Andreian 2018 wrap up

2018 was an average year for the Andreian Philosophy site.

The brand experienced a minor rebranding when the domain name was acquired early in the year. The previous name, being Andreia Thoughts.

Obtaining a one-word domain name is a rare feat. Most short domains are already purchased because a shorter domain is easier to remember and prime real estate. Think searching for VS

The content categories for Andreian expanded, including – body, mind, spirit, Andreia–and general, which contains multiple sub-categories like recommendations on books, cultural observations, and product recommendations for Andreians

A basic foundation is laid. Now, 2019 will build upon the foundation, creating a castle entranced with twisted corridors leading to podcasts, downloadable, free products and a Discord community of Andreians.

Below are the best articles published in 2018 on the Andreian publication. Each entry has a teaser snippet from the article.

This is only the beginning.

2019 will be monumental. Will yours? Start off with quality content.

The Best Andreian Articles of 2018


The 8 Rules of Fight Club | The Modern Translation

Article Excerpt:

You do not talk about your plans, your thoughts, or your feelings.

Durden knows your words are used against you by everyone, not just the police. What you say will find a way to be used against you by your friends, your enemies, and even your family, depending upon the context of their gain.

Career and community suicide comes from a single accusation of being racist, sexist, anything ending in an ist.

Sticks and stones can break your bones but words will always hurt you. Something like that.

the 8 Rules of Fight Club | The Modern Translation

4 Tranquilizers Men Need to Eliminate

Men have the easiest lives in history. Today. There are no large-scale wars to fight and no home-fronts to defend.

Men knew how to fight pre-1970s. You had to. There were enemies waiting to take what they had or threaten their way of life.

Fighting is history now. Shame is a weapon mightier than the pen or the sword.

  • Don’t have an opinion.
  • Don’t act in any manners that could be seen as offensive to any groups.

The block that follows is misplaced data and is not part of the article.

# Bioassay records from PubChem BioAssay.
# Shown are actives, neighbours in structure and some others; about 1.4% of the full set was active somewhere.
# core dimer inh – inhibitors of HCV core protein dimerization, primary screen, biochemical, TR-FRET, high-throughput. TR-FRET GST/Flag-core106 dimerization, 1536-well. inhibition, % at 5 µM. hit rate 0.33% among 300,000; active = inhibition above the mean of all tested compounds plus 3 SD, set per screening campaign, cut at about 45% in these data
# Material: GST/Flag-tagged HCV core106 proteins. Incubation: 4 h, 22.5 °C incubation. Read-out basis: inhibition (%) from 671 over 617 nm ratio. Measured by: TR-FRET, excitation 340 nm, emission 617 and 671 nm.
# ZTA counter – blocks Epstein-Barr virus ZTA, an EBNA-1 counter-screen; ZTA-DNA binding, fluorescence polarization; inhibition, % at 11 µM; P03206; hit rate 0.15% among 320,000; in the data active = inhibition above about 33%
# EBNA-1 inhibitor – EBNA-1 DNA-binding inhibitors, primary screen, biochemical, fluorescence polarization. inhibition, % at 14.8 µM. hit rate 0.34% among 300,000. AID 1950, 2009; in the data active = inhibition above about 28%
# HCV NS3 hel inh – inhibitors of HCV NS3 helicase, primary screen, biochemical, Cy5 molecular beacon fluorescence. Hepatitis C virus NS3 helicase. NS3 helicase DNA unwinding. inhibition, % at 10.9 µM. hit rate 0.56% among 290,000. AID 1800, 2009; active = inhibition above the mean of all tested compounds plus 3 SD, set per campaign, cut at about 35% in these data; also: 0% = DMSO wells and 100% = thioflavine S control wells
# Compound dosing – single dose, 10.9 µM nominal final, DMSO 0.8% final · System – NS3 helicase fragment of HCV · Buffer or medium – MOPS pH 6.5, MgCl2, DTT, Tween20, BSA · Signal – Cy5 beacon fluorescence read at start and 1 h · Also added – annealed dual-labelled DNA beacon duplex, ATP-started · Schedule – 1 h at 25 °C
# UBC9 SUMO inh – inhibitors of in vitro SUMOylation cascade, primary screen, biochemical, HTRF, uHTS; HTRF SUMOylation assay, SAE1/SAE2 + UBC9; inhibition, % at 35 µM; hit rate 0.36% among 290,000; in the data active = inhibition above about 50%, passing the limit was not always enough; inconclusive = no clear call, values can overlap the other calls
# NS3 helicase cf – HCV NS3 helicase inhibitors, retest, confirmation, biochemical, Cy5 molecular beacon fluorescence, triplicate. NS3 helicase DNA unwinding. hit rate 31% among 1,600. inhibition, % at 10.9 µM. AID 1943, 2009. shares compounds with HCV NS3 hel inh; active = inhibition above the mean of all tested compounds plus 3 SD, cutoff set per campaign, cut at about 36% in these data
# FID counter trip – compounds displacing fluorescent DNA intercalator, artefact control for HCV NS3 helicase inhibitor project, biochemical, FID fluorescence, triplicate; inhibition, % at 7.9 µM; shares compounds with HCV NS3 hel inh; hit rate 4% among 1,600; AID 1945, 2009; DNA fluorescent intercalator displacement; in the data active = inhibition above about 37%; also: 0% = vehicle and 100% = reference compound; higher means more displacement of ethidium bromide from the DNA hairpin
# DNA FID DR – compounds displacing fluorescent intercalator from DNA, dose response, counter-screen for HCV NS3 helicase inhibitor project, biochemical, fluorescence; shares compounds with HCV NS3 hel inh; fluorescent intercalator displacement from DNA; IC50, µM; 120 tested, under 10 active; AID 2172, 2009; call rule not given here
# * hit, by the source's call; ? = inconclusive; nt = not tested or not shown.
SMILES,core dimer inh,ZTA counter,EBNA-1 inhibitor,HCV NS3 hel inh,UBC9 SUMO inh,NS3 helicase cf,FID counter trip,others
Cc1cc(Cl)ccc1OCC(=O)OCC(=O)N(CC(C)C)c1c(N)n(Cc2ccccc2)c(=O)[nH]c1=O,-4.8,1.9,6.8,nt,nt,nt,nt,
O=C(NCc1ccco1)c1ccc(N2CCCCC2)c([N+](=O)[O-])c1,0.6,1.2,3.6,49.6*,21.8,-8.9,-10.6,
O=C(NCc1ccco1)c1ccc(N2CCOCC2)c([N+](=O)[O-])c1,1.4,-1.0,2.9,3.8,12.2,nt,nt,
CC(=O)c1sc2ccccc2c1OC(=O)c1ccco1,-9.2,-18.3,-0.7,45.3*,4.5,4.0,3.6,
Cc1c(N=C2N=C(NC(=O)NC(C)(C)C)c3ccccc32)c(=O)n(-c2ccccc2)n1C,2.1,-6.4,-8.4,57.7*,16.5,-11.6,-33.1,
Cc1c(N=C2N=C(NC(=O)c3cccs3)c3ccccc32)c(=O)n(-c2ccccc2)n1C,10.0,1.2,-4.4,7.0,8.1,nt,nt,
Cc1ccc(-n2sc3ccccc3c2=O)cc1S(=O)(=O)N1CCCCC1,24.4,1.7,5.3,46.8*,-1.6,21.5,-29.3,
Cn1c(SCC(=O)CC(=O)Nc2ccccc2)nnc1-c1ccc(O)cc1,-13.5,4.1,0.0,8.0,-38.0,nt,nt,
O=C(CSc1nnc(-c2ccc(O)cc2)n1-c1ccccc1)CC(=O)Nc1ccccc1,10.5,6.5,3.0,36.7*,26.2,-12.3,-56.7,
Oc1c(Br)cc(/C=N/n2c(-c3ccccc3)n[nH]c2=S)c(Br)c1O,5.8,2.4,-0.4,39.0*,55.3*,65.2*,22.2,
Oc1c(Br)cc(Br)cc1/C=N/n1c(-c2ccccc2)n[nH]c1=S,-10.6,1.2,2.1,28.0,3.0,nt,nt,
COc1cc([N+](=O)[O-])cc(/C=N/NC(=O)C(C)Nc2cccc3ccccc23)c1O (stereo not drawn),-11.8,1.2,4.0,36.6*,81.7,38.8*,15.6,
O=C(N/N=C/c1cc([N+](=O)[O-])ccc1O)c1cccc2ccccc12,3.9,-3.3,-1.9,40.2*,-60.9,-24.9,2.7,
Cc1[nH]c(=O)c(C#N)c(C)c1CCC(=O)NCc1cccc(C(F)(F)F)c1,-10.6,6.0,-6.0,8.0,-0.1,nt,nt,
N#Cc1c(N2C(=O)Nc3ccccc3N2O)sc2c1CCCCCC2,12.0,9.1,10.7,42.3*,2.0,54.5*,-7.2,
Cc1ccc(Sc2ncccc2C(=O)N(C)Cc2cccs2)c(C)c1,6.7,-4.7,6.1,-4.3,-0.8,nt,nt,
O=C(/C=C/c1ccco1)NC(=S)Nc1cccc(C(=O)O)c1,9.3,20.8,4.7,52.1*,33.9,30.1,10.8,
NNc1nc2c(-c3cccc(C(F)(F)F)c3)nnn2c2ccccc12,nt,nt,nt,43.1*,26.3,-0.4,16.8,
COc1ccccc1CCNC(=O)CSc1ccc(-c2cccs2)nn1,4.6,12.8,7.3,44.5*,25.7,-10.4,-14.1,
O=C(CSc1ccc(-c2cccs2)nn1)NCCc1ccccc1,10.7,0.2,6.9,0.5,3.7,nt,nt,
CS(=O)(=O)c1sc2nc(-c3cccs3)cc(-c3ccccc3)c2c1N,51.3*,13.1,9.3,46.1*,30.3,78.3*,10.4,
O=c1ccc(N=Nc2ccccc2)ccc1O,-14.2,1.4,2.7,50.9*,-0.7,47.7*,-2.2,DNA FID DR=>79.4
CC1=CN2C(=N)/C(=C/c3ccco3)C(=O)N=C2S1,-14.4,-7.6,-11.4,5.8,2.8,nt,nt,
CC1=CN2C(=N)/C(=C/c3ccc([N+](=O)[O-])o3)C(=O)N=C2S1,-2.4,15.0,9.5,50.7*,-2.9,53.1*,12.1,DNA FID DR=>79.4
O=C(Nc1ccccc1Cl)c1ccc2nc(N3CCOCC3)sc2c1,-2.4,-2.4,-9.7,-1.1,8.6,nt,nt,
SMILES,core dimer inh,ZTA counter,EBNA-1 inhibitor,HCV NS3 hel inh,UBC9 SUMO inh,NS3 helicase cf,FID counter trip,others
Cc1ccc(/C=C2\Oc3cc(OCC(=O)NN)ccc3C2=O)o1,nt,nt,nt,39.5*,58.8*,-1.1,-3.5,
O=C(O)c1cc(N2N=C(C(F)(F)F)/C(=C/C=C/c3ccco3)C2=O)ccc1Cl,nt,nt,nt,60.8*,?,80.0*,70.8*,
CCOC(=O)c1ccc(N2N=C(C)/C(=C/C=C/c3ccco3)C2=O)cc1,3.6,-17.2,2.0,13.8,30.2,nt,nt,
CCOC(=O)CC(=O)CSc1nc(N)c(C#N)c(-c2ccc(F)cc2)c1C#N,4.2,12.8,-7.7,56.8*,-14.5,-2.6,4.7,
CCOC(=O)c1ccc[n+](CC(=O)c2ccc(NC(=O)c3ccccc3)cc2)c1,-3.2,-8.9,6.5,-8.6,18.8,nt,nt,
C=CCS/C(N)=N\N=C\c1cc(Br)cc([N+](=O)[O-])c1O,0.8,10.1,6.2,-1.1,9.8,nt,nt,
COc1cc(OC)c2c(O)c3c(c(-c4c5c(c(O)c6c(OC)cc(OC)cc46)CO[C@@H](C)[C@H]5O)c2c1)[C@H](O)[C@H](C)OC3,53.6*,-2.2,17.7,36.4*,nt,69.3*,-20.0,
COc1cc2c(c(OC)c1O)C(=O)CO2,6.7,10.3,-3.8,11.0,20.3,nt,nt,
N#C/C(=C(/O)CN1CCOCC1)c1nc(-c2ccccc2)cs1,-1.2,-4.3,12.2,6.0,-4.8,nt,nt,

• Don’t be human; be a non-religious pastor and clean your hands in holy water after each social-media post and three hail-likes. And don’t be religious.
  • Likes are what self-esteem was before smartphones.

Self-esteem used to be what you could do, who you were, and how your character developed through discipline and virtue.

4 Tranquilizers for Men

How to Relive every Day on Your Deathbed

In the moment, wasting time doesn’t matter. Spending a day playing video games, all Sunday, for around… ten hours doesn’t feel like a complete travesty. But it is.

Allowing one day of total leisure means you’re willing to have multiple days of no duty, no honor, and no purpose.

One day leads to many.

How do you prevent wasting your life?

How do you relive every day of your life, on command?

There’s a way to travel through your life, explore your memories, in private without fear of judgment.

Reliving your past is fun. Reliving your past is painful. Your past is full of lessons. Use them.

Journal every day. Relive your life when you want.

How to Relive every Day of your life from your death-bed

Musashi’s 21 Precepts for Life

  1. Accept everything just the way it is.
  2. Do not seek pleasure for its own sake.
  3. Do not, under any circumstances, depend on a partial feeling.
  4. Think lightly of yourself and deeply of the world.
  5. Be detached from desire your whole life long.
  6. Do not regret what you have done.
  7. Never be jealous.
  8. Never let yourself be saddened by a separation.
  9. Resentment and complaint are appropriate neither for oneself or others.
  10. Do not let yourself be guided by the feeling of lust or love.
  11. In all things have no preferences.
  12. Be indifferent to where you live.
  13. Do not pursue the taste of good food.
  14. Do not hold on to possessions you no longer need.
  15. Do not act following customary beliefs.
  16. Do not collect weapons or practice with weapons beyond what is useful.
  17. Do not fear death.
  18. Do not seek to possess either goods or fiefs for your old age.
  19. Respect Buddha and the gods without counting on their help.
  20. You may abandon your own body but you must preserve your honor.
  21. Never stray from the way.


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